Frieze reveals highlights from a £15 million Freud to Stone Age prints

Dickinson would bring up a late Lucian Freud A portrait of billionaire property developer Pat Doherty to Frieze Masters, which will sell for around £15mn. „Profile Donegal Man” (2008) was on loan to the Irish Museum of Modern Art from 2016 to 2021 and was shown recently Lucian Freud: New Perspectives The exhibition began at London’s National Gallery before moving to Madrid’s Museo Nacional Thyssen-Bornemisza.

According to Milo Dickinson, the gallery’s executive director, Doherty spent about 300 hours sitting in 85 sessions. The work will be a highlight of Dickinson’s booth dedicated to „artists in Soho,” which will also include works by Thomas Lawrence, Edward Burne-Jones and Frank Auerbach. Doherty, who sells the work through Dickinson, is known to have another portrait of Freud in his collection.

This week, Frieze announced some of the highlights of its London and Masters exhibitions, which take place between October 11 and 15 in Regent’s Park. Some of these coincide with city exhibitions: Julianknxx, Edel Assanti’s booth at Frieze London, on view at the Barbican Centre; El Anatsui, which opens in Tate Modern’s Turbine Hall on 10 October, will have a solo booth in the Jack Shainman Gallery at Frieze Masters. ArtAncient’s collection of 73 Stone Age prints is priced from £500 to £250,000.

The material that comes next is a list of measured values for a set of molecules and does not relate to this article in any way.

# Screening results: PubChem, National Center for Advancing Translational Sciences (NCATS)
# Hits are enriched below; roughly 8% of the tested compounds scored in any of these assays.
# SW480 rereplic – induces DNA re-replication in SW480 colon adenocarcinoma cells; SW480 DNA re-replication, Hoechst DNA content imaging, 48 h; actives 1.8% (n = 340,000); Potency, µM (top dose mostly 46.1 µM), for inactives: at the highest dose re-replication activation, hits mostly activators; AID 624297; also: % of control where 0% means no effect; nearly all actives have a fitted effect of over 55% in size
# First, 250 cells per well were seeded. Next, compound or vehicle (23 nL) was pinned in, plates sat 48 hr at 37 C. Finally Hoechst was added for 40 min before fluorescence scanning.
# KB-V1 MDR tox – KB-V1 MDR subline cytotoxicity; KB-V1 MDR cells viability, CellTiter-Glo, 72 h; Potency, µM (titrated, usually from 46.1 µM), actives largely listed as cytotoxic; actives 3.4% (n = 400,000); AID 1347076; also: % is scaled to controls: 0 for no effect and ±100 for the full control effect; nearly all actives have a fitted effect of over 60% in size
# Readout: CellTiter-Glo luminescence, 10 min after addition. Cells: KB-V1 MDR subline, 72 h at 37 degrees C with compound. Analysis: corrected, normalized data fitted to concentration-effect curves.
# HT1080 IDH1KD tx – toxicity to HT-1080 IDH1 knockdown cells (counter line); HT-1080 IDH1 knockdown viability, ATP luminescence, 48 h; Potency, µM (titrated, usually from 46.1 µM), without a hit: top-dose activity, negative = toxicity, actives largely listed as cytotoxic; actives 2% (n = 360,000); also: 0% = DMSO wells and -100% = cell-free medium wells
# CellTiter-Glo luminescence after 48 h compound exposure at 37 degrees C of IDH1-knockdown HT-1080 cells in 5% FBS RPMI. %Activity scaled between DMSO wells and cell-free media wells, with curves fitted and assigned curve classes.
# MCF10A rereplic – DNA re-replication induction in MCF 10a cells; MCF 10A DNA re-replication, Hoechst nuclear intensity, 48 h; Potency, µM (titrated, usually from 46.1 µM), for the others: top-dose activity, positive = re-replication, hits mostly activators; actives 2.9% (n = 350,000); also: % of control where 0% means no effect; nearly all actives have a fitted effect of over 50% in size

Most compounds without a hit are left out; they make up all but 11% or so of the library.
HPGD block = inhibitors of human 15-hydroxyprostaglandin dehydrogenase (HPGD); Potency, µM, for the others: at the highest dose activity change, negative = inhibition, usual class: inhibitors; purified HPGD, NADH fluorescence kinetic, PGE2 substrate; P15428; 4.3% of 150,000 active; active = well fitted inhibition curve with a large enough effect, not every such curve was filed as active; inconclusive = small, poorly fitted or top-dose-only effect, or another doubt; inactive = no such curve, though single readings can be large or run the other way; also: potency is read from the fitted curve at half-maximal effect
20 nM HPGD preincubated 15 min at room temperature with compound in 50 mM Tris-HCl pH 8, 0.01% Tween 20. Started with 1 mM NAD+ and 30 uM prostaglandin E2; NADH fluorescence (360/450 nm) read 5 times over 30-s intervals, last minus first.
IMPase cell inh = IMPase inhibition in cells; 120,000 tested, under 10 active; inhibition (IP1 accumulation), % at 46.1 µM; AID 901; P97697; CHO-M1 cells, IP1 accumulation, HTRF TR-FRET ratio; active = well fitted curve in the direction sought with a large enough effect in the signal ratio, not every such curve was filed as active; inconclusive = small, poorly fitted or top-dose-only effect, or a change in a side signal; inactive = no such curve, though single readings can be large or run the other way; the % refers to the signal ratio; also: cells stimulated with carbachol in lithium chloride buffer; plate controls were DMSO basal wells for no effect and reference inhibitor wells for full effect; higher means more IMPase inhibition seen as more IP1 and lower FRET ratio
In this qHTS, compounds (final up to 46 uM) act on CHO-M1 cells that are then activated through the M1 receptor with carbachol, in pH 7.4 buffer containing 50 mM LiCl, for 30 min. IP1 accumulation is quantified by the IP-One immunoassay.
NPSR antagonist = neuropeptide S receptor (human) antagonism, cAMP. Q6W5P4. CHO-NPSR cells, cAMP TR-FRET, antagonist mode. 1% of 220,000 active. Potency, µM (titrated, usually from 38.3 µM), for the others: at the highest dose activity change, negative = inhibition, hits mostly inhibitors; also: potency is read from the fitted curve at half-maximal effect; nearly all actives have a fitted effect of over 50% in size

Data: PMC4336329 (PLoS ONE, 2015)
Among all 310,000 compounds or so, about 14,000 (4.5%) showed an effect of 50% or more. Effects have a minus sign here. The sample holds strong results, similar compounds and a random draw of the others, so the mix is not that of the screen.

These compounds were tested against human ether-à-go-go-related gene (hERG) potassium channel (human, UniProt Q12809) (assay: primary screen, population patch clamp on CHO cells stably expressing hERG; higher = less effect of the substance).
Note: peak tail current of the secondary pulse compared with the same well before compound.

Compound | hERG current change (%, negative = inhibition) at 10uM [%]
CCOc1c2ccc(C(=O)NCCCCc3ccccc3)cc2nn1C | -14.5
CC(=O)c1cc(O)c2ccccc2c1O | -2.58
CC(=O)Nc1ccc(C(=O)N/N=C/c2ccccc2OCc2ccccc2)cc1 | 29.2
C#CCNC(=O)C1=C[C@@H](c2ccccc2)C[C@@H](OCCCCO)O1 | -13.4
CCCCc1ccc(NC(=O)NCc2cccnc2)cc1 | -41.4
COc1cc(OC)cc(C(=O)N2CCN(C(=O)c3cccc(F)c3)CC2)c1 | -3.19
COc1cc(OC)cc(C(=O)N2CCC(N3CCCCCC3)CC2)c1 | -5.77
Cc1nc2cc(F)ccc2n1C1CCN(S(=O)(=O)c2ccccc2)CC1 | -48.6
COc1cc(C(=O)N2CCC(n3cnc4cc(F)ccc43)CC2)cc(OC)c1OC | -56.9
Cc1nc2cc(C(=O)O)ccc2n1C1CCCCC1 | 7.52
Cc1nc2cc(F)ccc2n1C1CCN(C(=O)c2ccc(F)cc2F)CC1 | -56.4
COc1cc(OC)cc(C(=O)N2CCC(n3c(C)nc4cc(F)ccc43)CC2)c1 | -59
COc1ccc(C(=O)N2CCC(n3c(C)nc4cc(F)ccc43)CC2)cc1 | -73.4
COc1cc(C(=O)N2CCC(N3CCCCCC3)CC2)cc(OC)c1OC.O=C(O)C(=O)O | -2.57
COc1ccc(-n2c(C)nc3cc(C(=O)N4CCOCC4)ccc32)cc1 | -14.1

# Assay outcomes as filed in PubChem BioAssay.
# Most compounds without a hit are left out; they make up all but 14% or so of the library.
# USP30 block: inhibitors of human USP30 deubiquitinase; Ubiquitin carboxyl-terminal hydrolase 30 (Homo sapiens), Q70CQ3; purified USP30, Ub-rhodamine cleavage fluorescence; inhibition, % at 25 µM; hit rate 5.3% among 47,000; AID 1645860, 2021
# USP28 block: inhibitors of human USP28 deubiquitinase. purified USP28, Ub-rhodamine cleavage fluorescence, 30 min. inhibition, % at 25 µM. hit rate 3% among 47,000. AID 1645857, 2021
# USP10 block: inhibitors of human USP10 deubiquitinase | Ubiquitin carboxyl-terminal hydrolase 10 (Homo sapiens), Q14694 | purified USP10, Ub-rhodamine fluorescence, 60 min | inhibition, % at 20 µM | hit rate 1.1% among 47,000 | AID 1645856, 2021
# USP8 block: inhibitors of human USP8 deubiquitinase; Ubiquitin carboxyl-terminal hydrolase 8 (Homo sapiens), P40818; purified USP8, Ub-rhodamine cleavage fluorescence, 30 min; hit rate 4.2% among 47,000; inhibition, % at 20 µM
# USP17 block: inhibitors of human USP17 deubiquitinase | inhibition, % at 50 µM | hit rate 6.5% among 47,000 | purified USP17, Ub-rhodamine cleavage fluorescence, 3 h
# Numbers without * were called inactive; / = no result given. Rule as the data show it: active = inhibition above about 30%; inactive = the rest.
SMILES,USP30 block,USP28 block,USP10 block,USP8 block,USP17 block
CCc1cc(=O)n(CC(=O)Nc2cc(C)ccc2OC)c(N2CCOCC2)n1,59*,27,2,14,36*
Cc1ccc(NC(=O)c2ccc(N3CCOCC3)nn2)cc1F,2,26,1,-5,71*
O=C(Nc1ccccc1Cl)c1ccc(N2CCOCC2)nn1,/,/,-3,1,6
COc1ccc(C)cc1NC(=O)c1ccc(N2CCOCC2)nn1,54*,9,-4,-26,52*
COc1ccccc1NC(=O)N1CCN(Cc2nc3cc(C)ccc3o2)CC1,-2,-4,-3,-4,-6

Man Ray’s 'Kado’ (1958 copy of the 1921 original) © ©Scala/Dig. Image: MoMA, New York
A black metronome is a black and white image of an eye on its pendulum
Man Ray’s 'Object Immortal’ (1965) © Man Ray Trust; Artists Rights Association, New York; ADAGP, Paris

Luxembourg + Co Gallery, New York has opened an exhibition dedicated to non-existent works. Man Ray’s „objects” were conceived by the artist between the 1910s and 1930s, but never built. Instead he later made copies of the „originals” and corrected them each time. “Everyone understands Duchamp’s great revolution by his ready-mades. But Man Ray also made a radical gesture, questioning our obsession with the original,” says gallery partner Alma Luxemburg. „In the digital age, when we are constantly taking photographs, such questions are even more relevant.”